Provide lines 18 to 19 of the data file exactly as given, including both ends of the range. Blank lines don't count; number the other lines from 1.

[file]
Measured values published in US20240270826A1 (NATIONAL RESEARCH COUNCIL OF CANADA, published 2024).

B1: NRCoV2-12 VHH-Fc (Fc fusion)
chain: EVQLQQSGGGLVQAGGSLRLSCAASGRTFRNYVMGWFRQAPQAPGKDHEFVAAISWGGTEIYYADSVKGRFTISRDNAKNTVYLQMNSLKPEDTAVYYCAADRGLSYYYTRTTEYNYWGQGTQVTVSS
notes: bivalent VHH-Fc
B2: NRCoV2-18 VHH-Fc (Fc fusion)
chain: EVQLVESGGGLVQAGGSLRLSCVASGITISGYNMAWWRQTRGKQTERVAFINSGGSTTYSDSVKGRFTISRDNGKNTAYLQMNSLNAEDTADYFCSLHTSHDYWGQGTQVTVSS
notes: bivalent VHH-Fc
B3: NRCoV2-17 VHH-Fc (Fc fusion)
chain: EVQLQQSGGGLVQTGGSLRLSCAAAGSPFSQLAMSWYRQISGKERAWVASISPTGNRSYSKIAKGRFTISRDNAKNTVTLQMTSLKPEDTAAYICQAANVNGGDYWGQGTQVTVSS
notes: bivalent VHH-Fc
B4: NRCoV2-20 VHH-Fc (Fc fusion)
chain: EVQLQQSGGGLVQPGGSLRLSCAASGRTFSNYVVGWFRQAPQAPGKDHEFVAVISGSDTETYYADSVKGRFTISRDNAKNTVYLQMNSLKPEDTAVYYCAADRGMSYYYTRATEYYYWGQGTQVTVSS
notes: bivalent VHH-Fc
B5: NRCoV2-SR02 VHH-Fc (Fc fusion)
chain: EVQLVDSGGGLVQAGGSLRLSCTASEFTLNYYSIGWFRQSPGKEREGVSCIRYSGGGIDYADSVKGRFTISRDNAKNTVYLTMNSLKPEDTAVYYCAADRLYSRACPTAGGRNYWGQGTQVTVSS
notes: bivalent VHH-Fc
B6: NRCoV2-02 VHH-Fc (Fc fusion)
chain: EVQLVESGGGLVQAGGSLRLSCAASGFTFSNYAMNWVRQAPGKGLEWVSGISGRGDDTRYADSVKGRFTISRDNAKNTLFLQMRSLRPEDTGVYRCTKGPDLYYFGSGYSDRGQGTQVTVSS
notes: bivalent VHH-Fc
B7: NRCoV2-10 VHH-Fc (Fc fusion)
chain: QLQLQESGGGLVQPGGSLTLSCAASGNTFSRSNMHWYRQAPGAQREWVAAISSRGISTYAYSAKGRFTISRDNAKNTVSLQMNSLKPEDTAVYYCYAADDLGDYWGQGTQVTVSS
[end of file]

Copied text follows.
chain: EVQLVESGGGLVQAGGSLRLSCAASGFTFSNYAMNWVRQAPGKGLEWVSGISGRGDDTRYADSVKGRFTISRDNAKNTLFLQMRSLRPEDTGVYRCTKGPDLYYFGSGYSDRGQGTQVTVSS
notes: bivalent VHH-Fc